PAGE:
Swimming around Moreton Island a massive endurance feat through shark-infested waters


Posted

February 15, 2020 09:04:30

Sharks, menacing tides and poor water visibility are some of the dangers Jessica Evans’ will face when she attempts to swim around Moreton Island later this month in a bid to draw attention to mental health issues.

Key points:

  • The 100-kilometre journey around Moreton Island is like swimming three English Channels
  • Jessica Evans is hoping to raise money for the Black Dog Institute
  • Her only protection from sharks will be an electronic shield

The open water competitor said she believes she will become the first person to complete the 100-kilometre journey around the world’s third largest sand island off the coast of South East Queensland.

In preparation, Evans has undertaken a brutal, non-stop and unforgiving training program.

But the 32-year-old is willing to suffer through the weekly torture sessions in a bid to honour her uncle, whose long, silent struggle with depression ended when he took his own life last year.

“Sadly, a few months ago we lost my uncle Barry,” Evans said.

“He was having this fight with depression and none of us really knew how deep and how severe that was.

“He was the light of the room more often than not, and to have that taken away from you, I really think the family is struggling — everyone’s looking for answers.”

Evans said she searched for an explanation by researching mental health issues, which led her to the Black Dog Institute.

“I thought, ‘I want to do something big and I want to do something that hasn’t been done before to raise money for that charity’.”

Evans will not be swimming in a shark cage.

Her only protection will be an electronic shark shield designed to keep them away.

Her support crew will also act as spotters from the boat and in kayaks, and several of her open water swimming buddies have promised to jump in the water during the swim.

Like three English Channels

Evans will tackle the swim in four stages, covering more than three times the distance of most people who have swum the English Channel.

If you or anyone you know needs help:

The starting point is Cape Moreton, on the north coast of the island and from there she’ll swim in an anti-clockwise direction.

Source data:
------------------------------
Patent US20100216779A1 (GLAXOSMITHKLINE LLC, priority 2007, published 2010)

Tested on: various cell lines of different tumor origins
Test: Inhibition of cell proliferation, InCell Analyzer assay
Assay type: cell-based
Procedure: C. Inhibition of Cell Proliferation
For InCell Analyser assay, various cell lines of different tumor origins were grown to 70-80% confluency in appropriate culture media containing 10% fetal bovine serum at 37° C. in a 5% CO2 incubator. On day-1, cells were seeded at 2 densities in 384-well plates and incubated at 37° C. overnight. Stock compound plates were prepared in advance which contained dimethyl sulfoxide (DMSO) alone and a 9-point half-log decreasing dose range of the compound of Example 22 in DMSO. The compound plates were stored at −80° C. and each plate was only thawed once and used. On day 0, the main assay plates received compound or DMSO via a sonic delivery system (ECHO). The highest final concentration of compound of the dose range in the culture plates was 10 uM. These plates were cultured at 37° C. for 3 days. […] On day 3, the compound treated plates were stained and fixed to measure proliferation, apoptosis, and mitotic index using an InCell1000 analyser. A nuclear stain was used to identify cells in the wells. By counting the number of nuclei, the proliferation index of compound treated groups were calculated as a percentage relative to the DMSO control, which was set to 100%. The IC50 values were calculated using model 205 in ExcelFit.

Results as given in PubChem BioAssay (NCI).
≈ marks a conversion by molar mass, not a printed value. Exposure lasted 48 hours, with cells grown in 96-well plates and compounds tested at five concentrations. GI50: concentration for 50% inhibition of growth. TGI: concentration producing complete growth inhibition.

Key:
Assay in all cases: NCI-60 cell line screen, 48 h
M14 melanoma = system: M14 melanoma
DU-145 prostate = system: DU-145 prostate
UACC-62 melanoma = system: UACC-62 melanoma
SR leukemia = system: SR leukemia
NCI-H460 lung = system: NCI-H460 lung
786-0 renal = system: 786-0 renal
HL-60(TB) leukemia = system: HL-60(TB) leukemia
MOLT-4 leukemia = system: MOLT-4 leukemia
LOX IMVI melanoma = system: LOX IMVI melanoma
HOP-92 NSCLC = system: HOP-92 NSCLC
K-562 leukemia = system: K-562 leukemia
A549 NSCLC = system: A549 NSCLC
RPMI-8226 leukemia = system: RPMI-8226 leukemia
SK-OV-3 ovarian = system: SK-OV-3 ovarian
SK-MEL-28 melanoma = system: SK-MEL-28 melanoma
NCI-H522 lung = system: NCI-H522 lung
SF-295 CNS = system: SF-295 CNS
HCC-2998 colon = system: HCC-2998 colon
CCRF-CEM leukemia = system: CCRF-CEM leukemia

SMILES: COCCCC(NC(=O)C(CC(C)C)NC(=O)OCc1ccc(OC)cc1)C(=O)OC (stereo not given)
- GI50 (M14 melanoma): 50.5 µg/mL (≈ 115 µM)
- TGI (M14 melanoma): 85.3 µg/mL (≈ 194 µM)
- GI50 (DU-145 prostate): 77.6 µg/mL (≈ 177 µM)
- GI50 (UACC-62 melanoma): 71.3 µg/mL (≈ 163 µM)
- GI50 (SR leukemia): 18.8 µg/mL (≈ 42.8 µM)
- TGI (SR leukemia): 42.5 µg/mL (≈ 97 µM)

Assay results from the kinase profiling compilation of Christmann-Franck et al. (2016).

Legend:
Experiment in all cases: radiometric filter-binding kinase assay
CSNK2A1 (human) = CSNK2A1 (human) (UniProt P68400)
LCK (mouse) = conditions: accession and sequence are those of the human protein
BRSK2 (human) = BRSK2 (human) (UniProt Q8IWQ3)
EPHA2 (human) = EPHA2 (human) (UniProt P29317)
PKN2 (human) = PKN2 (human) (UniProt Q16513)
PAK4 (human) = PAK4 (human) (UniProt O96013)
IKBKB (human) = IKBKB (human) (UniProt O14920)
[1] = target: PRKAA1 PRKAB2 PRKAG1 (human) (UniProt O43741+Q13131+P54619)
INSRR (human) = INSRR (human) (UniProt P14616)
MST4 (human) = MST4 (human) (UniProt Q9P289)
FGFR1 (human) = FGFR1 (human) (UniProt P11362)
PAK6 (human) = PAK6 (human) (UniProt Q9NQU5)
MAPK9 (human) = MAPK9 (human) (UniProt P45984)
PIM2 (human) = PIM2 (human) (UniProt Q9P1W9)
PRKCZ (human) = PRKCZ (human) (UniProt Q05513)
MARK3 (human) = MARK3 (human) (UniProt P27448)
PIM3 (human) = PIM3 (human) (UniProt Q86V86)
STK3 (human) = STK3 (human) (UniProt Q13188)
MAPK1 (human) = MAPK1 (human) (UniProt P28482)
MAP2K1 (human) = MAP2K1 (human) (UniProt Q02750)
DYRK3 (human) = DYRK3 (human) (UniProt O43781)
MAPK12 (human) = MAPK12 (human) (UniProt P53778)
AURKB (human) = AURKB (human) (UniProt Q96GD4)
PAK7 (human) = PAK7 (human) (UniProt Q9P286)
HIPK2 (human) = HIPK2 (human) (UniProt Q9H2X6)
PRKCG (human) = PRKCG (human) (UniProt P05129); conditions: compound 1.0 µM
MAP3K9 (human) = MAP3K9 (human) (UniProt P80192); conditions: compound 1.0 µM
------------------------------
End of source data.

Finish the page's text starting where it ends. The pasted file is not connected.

“At the moment I’m training eight times a week,” she said.

“I definitely like to enter an event and know that I am well prepared, so we swim eight times a week and then we gym three times a week.

“Generally, the swim on the weekend will be a four, or a six-hour open water swim down on the Gold Coast.

“There are nights when I come home and I’m exhausted, like we’ve spent five hours in the pool that day and I’ve gone to work, and we’ve done an hour in the gym.”

Coach David Proud said the gruelling training program was vital.

“You’ve got to be able to swim at a fairly low heart rate, but swim for a long, long amount of time,” he said.

“In the pool, when you’re training for the distance swims in the 1,500 metres, you’re actually swimming at a pretty high heart rate.

“The biggest focus is we’ve been trying to swim with a lower stroke rate and swim with 30 to 32 strokes per minute.

“She’s (Evans) been getting down to swimming one-hour-one-minute for her 5-kilometre swim at that 32 (stroke) rate and holding that lower heart rate, so we’ve seen a big shift in that over the last three or four months.

“It takes a really special athlete to be able to swim for six hours at a time without really stopping too much.”

Evans took up open water swimming with her partner Scott Newman, who will assist in her epic adventure.

“Begrudgingly, I’ve been dragged into a few [swims],” Mr Newman said.

“I’ve done a couple of longer swims, but I haven’t been able to keep up with Jess on any of them.

“It’s a draining sport. She does a lot of kilometres every week, there’s a lot of training that goes into it, a lot of preparation that goes into these kinds of events.

“It amazes me how fast she can do things and how easy it looks, but how long she can do that for is beyond amazing.

“I just can’t even fathom being able to do that.”

Evans said the benefits of open water swimming went beyond health and fitness.

“The open water is such an unknown,” she said.

“You can have the wind going one way, the sweep going the other way, you face blue bottles and jellyfish and everyone’s always afraid of sharks.

“Time you might do in the pool doesn’t necessarily correlate to the open water — you’re dealing with the wind and the sun in your eyes, it’s just a different kettle of fish.

“In Australia, we have some of the best beaches, the best open water you can find in the world.”

Evans plans to begin her Black Dog Lap around Moreton Island on February 27 and hopes to raise $10,000 for the Black Dog Institute.

Topics:

people,

human-interest,

swimming,

charities-and-community-organisations,

community-and-society,

sport,

brisbane-4000,

qld,

australia



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